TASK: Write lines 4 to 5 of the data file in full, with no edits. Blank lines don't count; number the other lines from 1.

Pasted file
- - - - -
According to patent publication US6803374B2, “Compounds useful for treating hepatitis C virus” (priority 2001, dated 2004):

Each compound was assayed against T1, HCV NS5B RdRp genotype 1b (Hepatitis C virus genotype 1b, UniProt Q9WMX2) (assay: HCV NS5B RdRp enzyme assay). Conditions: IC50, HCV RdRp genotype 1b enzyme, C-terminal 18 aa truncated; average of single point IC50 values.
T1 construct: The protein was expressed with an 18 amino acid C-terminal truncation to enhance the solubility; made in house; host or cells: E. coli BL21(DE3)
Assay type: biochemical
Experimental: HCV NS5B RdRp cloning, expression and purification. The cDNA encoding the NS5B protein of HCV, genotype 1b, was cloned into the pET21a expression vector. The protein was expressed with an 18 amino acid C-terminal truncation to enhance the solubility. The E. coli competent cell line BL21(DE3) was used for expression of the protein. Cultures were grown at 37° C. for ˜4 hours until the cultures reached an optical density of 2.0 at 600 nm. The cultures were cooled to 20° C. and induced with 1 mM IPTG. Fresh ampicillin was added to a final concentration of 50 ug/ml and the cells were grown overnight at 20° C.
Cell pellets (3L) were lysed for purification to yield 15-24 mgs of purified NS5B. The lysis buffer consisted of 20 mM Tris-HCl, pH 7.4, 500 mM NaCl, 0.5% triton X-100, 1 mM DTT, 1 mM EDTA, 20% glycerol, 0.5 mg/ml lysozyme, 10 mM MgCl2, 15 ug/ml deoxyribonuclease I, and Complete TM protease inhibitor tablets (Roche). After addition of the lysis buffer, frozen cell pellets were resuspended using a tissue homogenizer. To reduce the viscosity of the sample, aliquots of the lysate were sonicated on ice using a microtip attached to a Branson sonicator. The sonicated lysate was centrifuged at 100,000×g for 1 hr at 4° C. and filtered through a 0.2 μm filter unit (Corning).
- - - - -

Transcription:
Assay type: biochemical
Experimental: HCV NS5B RdRp cloning, expression and purification. The cDNA encoding the NS5B protein of HCV, genotype 1b, was cloned into the pET21a expression vector. The protein was expressed with an 18 amino acid C-terminal truncation to enhance the solubility. The E. coli competent cell line BL21(DE3) was used for expression of the protein. Cultures were grown at 37° C. for ˜4 hours until the cultures reached an optical density of 2.0 at 600 nm. The cultures were cooled to 20° C. and induced with 1 mM IPTG. Fresh ampicillin was added to a final concentration of 50 ug/ml and the cells were grown overnight at 20° C.